There are people in high places, however, coming to Modder's defense. Thirty-six members of Congress wrote to the Navy on his behalf, including Rep. Doug Collins, R-Ga. This is a special matter to him.

"I share something different than all of my other colleagues: I'm an Air Force chaplain," he explained. "I'm an Air Force reservist who's served in Iraq, who's been overseas. For me, this is just personal."

Collins expanded on Modder's point that chaplains are duty-bound not just to present the Navy's viewpoint, but that of the denomination they serve.

"All chaplains serve under we'll just sort of say two masters. They're full military officers under the Uniform Code of Military Justice. They follow every military protocol," he explained. "But at the same point, they're also endorsed by their specific denominational group. And they have to live within its tenets."

Tremendous Ripple Effect

Those involved in Modder's case say if he loses, it could set a frightening precedent.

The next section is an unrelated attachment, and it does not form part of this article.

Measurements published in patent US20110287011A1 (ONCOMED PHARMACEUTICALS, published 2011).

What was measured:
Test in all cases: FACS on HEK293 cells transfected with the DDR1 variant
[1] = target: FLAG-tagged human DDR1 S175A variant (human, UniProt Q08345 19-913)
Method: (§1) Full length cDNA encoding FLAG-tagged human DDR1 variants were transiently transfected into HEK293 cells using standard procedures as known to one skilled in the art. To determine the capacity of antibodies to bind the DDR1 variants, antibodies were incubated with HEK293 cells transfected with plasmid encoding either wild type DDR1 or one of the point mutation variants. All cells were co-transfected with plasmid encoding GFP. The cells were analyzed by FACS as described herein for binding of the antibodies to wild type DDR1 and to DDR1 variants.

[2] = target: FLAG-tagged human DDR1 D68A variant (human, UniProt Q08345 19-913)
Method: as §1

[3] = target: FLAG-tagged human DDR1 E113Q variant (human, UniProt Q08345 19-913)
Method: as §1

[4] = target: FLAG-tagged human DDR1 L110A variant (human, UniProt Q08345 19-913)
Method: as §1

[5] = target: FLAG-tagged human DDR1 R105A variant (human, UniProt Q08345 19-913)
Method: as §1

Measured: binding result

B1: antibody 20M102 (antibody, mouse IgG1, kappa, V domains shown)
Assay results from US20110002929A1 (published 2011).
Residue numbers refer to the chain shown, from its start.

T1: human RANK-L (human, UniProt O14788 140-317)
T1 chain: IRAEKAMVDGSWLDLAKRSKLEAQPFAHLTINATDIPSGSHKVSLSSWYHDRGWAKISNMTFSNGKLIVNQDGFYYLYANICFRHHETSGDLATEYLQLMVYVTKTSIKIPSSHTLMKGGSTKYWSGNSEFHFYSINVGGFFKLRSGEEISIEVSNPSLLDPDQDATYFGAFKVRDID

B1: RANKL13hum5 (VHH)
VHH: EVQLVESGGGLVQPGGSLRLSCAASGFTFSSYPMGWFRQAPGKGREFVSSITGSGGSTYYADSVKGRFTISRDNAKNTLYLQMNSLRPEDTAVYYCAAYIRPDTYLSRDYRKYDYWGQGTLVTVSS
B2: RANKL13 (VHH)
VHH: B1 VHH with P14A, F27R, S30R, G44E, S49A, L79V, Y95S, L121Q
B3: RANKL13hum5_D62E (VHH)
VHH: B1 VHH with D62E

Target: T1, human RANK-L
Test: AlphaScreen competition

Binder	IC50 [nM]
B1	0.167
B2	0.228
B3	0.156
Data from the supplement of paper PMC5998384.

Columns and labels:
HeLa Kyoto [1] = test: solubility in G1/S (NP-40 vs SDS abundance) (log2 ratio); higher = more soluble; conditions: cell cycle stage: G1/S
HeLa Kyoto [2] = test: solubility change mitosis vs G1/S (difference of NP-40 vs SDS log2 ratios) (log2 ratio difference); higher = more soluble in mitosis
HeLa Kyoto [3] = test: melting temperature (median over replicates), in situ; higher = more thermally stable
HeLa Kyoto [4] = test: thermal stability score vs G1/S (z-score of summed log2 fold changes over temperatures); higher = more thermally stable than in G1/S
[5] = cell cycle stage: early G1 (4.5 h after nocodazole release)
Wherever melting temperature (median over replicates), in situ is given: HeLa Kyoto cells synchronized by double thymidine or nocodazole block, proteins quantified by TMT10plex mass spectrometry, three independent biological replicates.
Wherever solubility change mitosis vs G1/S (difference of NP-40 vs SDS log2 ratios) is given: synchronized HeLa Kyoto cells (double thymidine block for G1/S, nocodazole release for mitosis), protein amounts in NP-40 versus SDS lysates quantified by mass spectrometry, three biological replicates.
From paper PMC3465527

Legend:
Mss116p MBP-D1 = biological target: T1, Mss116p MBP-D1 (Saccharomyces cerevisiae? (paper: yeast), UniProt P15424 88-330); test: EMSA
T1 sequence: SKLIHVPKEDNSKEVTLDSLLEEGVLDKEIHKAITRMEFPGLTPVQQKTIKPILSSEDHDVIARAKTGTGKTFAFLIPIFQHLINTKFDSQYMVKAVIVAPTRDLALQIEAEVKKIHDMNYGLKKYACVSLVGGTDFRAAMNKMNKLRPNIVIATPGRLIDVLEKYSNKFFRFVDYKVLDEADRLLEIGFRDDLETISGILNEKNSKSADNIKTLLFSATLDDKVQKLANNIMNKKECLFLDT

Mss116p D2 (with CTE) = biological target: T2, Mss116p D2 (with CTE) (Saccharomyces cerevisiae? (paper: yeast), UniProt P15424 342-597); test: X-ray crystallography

"The worst-case scenario is that there's going to be a purge of any chaplain who actually believes in something," Mateer said.

But Modder and Berry suggest it could be even worse than that.

"If it turns negative for me, that's going to create a tremendous ripple effect," Modder warned.

Berry believes this faith-bashing will quickly lead to fewer Americans of faith joining up or staying in the service.

"Because people of faith who are in the military are going to look at that environment and think, 'This is a hostile environment. I don't want to be here anymore,'" he explained.